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Rheumatoid arthritis vs Osteoarthritis Katy Davidson and Hannah Brown.

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1 Rheumatoid arthritis vs Osteoarthritis Katy Davidson and Hannah Brown

2 Osteoarthritis – key features A degenerative athropathy Most common type of arthritis Common in those over the age of 60 More common in women (M:F 1:3) Risk factors: Previous trauma of a specific joint Obesity Hypermobility of joints Occupation – i.e. manual labour Osteoporosis REDUCES risk of OA

3 Osteoarthritis – pathology Focal destruction of articular cartilage There is new and excess cartilage made but it isn’t perfect Focal erosions in this lead to rapid destruction of the cartilage and death of chondrocytes The surface becomes cracked with fibrilations The bone has lost its protection and is exposed The 2 bones in a joint rub against each other Microfractures and cyst formation Through attempts to regrow the bone forms osteophytes

4 Osteoarthritis - clinical features Clinical features Joint pain and stiffness Joint instability Loss of function Synovitis Causes joint swelling More common in RA Signs Joint line tenderness Limited ROM Joint crepitus Bony swelling Joint effusion Nodes Heberden’s nodes – DIP joints (outer Hebrides) Bouchard’s nodes – PIP joints Squaring of the hand – CMC joint

5 Osteoarthritis - investigations X – ray Often signs may be visible before symptoms develop Need a weight-bearing x-ray to assess joint space narrowing Blood tests – are normal ESR and CRP – negative RhF and antinuclear antibodies – usually negative but if positive are generally unhelpful MRI Show bone and cartilage changes Not widely used Athroscopy Good for looking at early cartilage changes ‘Joint mice’ – cartilage fragments

6 Osteoarthritis - treatment Treat the symptoms Physiotherapy and exercise Weight loss Pain relief – important to help function Paracetemol, codeine, NSAIDs Always remember gastro protection with long-term NSAIDs Steroids – local injections are often helpful Other treatments Joint replacement

7 Rheumatoid arthritis – key features An inflammatory arthropathy Women more affected (M:F 1:2) Before menopause risk is 3x higher for W but after it’s equal Genetic factors HLA-DR4 Environmental factors smoking, stress, infection Early morning stiffness & pain worse in the morning and after rest may last several hours Inflammatory markers – ESR and CRP – usually raised Anaemia of chronic disease – normochromic normocytic Symmetrical joints affected Extra-articular features are present

8 Rheumatoid arthritis - pathology Autoimmune reaction Triggers in susceptible individuals; external (infection), hormones (low oestrogen), immunological factors. T & B-cell activation leads to macrophage activation and chemo-attraction to joints leading to prolonged synovitis Rheumatoid factor (RhF) – anti-IgG Ab IgG and RhF form immune complexes that activate complement and cause the inflammation Only in 70% of all cases of RA Those without are called seronegative RA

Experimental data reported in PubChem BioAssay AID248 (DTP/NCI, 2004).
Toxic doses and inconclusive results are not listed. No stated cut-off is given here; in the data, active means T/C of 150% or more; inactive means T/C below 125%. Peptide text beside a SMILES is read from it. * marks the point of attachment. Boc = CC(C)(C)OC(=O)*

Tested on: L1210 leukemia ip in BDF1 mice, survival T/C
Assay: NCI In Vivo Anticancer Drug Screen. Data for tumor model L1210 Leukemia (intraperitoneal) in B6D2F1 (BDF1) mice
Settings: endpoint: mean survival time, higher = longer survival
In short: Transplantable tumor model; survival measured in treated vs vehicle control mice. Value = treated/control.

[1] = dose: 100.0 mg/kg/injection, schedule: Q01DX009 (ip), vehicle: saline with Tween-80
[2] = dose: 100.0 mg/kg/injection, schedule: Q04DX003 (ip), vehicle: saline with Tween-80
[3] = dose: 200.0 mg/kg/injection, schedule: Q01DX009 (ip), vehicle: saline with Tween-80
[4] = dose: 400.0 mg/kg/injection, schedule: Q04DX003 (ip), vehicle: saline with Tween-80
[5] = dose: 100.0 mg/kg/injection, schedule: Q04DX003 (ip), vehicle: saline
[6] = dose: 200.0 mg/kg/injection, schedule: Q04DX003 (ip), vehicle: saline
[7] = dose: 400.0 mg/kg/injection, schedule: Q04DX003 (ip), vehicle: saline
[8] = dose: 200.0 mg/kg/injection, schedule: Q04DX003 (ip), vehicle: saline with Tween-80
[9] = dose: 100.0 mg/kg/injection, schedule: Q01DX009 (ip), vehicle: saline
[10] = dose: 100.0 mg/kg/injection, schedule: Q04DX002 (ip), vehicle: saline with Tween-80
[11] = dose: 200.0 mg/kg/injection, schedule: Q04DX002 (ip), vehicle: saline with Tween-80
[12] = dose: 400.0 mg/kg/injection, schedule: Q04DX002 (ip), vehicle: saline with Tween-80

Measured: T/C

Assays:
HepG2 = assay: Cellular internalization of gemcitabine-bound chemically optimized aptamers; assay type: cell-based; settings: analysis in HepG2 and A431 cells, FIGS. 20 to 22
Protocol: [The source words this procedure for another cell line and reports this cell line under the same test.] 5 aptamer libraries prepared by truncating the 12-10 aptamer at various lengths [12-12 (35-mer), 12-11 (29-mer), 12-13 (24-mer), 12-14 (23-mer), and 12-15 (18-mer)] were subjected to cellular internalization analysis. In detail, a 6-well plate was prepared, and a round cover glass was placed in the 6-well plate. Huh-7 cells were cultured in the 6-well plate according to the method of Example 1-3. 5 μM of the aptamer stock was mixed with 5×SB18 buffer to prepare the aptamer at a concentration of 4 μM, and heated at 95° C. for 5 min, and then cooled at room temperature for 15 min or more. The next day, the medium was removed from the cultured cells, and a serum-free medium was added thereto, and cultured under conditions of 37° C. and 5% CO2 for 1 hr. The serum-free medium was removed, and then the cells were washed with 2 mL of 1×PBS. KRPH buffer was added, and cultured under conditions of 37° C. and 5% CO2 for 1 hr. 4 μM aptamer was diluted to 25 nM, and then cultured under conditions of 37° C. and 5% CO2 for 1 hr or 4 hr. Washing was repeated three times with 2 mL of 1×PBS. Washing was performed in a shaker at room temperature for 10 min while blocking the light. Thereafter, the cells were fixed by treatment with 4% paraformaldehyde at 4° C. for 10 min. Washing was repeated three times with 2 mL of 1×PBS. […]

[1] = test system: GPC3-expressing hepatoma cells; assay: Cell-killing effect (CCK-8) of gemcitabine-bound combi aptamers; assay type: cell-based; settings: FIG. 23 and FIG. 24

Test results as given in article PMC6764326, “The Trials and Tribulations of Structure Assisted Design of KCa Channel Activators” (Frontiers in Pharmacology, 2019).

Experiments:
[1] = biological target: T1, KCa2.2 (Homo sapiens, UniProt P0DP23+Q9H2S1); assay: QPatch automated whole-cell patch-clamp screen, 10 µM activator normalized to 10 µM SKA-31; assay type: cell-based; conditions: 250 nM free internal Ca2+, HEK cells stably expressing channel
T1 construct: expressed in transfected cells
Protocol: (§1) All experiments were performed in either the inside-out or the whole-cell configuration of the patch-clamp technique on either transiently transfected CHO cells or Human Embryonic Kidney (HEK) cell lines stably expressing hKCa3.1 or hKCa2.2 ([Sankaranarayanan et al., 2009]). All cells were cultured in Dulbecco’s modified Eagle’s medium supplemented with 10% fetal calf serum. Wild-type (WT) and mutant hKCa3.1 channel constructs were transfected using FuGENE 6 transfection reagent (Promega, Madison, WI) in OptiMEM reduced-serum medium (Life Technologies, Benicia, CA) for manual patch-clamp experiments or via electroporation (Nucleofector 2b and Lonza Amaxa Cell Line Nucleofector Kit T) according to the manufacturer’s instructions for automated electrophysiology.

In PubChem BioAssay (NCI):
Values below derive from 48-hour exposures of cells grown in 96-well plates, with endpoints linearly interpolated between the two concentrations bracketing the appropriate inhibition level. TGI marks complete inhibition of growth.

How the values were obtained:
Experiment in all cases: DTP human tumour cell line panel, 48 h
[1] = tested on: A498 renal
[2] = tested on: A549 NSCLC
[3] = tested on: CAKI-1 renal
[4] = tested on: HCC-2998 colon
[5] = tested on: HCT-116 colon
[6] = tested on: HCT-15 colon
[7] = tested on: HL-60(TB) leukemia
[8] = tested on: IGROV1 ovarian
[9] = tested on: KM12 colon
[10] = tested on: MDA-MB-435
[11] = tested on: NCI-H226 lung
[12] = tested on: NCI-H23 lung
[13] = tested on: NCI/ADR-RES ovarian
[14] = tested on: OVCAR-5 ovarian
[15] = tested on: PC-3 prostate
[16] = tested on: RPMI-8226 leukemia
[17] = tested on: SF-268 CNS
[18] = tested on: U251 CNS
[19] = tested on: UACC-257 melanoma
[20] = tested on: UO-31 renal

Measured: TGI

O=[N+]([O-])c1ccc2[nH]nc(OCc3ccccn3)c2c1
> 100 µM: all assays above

9 Rheumatoid arthritis - pathology Pathological consequences Chronic inflammatory synovitis & synovocyte hyperplasia Progressive erosion of articular cartilage Pannus – the inflamed synovium Cytokine release – systemic disease Fatigue Atherosclerosis Increased bone turnover

10 Rheumatoid arthritis – clinical features Symptoms Early morning pain & stiffness >1hr – gets better with movement Symmetrical joints affected Often small joints of hands and feet Worse in the morning Signs Swollen MCP, PIP, wrist or MTP joints Ulnar deviation of fingers and dorsal wrist subluxation MCP inflammation, dislocation & tendons pull to ulnar side Boutonniere deformity PIP flexion & DIP hyperextension Swan neck deformities of fingers PIP extension and DIP flexion Atlanto-axial joint subluxation may threaten the spinal cord Z-thumb deformity Guttering on hands

11 Rheumatoid arthritis - investigations Bloods CRP & ESR FBC normocyctic normochromic anaemia LFT Raised Alkaline Phosphotase Rheumatoid Factor (RhF) -ve in ~30% RA patients. Only high values >100 indicate RA Non-specific – can be seen in other rheumatological conditions as well as hepatitis C & chronic infections Anti-cyclic citrullinated peptide (anti-CCP) +ve in 70% RA patients More specific especially in early disease! Often +ve when RF –ve Radiography: X-ray / MRI Erosions in joint margins Parts of bone not covered by articular cartilage Narrowing of joint space Pannus Fibrous Ankylosis Bony Ankylosis

12 Rheumatoid arthritis - treatment Mild – Moderate Disease 1 st line DMARD Azothioprine/Methotrexate / Sulfasalazine / Hydroxychlorquinine NOTE: LFTs, hepatitis B/C status needs to be check before commencement. Regular FBC/LFT/U&E monitoring required throughout treatment. Adjuncts Oral Corticosteroids Prednisolone IM Corticosteroid Dexamethasone NSAIDS Ibuprofen → Naproxen → Diclofenac NOTE: lowest effective dose should be given with PPI Higher Disease Activity Biological therapy TNFα InhibitorEtanercept / Infliximab B-cell (CD20) modulatorRituximab IL6 modulatorTocilizumab

13 Differences on x-ray

14 OsteoarthritisRheumatoid Arthritis Loss of joint space Osteophytes (marginal) Subchondrial cysts Subchondrial sclerosis Soft tissue swelling Juxta-articular osteopenia Decreased joint space Only in later disease Bony erosions Subluxation Complete carpal destruction

15 Osteoarthritis

16 RA Osteopenia

17 What’s this a feature of? Boutonniere deformity – extension DIP and flexion of PIP Rheumatoid arthritis

18 What’s this a feature of? Heberden nodes – DIP joints Osteoarthritis

19 What’s this a feature of? Bouchard nodes – PIP joints Osteoarthritis

20 What’s this a feature of? Swan neck deformity – DIP flexion and PIP hyperextension Rheumatoid arthritis

21 What extra- articular features may you have with RA?

22 Summary

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